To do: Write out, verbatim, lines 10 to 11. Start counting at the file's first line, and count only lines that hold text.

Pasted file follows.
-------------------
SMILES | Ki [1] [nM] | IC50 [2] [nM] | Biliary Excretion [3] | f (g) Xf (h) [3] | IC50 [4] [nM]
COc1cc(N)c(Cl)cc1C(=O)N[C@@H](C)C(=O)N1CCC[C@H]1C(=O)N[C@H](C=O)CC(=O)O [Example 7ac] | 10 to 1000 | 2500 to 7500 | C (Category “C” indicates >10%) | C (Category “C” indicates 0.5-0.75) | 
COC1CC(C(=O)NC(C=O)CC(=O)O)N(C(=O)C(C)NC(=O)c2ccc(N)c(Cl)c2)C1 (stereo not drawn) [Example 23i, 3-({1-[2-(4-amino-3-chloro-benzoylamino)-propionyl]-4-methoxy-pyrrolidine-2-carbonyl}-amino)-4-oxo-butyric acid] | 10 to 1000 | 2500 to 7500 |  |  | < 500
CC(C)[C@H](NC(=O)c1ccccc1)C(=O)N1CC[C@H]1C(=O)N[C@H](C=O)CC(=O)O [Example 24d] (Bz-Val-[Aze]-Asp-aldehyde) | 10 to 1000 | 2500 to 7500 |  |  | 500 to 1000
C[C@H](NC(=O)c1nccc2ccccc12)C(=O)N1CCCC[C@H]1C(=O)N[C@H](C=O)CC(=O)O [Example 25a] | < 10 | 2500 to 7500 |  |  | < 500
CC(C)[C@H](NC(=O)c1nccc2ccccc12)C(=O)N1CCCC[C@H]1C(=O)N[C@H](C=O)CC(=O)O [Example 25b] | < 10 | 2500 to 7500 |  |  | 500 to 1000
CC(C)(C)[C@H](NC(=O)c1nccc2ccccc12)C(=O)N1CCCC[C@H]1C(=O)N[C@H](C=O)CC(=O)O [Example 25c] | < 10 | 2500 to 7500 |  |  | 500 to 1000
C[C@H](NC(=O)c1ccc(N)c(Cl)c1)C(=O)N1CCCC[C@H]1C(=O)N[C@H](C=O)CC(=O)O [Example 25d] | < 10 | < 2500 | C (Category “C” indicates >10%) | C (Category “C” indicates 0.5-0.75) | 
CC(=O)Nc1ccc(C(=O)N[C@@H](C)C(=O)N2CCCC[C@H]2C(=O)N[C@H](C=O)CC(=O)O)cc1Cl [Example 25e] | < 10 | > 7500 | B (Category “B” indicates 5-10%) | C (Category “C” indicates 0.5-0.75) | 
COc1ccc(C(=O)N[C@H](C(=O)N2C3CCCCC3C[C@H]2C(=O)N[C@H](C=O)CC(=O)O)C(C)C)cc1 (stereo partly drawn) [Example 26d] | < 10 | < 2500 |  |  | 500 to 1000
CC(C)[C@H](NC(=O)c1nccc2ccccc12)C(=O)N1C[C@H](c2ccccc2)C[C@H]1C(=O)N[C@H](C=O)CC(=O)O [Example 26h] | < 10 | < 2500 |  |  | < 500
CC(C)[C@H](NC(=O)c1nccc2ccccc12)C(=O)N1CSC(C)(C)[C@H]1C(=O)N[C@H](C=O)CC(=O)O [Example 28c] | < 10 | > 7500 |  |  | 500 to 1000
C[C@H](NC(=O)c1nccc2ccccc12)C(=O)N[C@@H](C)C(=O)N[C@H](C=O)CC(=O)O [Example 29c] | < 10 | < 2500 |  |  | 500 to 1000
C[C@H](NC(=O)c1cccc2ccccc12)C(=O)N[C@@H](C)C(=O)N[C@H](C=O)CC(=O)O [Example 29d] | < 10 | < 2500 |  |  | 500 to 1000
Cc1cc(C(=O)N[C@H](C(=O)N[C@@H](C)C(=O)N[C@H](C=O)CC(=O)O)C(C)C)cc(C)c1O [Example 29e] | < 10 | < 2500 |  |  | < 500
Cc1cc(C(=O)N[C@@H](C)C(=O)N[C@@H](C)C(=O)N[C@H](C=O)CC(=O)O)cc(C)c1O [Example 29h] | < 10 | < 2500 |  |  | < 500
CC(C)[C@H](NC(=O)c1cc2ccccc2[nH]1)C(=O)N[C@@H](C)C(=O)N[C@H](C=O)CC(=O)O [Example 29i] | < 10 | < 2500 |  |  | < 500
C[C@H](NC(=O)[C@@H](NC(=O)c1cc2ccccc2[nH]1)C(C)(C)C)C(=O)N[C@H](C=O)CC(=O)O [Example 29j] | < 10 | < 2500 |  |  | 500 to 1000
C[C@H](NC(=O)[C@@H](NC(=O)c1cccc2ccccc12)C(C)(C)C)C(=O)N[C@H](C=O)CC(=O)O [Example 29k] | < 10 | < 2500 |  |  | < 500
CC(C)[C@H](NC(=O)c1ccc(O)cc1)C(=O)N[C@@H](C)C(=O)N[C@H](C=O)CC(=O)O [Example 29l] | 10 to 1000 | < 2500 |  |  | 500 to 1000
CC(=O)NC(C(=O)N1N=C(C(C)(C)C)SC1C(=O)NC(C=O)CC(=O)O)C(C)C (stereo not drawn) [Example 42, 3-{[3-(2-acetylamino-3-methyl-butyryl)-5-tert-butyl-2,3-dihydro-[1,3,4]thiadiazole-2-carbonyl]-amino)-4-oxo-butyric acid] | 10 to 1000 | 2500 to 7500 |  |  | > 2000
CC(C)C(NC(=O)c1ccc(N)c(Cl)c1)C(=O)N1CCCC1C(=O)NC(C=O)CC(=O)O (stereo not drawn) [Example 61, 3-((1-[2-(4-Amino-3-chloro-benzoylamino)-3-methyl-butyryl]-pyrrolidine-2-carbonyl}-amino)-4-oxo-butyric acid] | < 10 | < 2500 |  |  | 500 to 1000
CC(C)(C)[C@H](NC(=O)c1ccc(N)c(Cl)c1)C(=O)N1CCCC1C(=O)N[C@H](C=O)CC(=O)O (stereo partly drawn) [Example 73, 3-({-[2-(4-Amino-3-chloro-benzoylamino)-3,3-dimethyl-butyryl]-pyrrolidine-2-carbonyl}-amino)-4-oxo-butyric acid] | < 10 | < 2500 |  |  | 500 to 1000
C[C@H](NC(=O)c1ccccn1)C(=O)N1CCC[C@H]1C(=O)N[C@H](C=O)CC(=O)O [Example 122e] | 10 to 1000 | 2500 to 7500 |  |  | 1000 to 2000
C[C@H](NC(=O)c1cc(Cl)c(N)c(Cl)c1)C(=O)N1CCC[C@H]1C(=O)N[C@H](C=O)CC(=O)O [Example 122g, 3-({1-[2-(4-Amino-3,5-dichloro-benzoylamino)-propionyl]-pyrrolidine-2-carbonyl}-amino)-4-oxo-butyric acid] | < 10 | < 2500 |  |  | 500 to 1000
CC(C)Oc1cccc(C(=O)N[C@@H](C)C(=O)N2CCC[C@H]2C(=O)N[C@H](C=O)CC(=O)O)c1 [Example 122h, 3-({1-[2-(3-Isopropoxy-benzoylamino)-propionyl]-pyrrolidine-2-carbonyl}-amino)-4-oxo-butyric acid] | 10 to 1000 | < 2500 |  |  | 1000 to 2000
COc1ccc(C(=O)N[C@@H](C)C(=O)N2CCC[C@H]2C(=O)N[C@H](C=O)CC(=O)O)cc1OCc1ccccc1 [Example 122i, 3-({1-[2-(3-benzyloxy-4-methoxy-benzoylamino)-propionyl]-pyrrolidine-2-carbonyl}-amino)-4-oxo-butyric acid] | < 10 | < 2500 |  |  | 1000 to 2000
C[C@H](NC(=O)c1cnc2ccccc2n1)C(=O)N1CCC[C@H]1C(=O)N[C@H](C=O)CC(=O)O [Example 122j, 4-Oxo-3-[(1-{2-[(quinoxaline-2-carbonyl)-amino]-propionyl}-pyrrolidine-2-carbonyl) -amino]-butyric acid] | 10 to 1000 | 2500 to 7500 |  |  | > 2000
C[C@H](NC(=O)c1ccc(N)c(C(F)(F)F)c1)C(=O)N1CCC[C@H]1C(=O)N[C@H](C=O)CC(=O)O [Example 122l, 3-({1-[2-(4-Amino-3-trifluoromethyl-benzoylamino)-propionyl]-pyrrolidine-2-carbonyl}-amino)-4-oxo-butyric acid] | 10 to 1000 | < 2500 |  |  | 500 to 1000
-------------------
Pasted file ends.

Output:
COc1ccc(C(=O)N[C@H](C(=O)N2C3CCCCC3C[C@H]2C(=O)N[C@H](C=O)CC(=O)O)C(C)C)cc1 (stereo partly drawn) [Example 26d] | < 10 | < 2500 |  |  | 500 to 1000
CC(C)[C@H](NC(=O)c1nccc2ccccc12)C(=O)N1C[C@H](c2ccccc2)C[C@H]1C(=O)N[C@H](C=O)CC(=O)O [Example 26h] | < 10 | < 2500 |  |  | < 500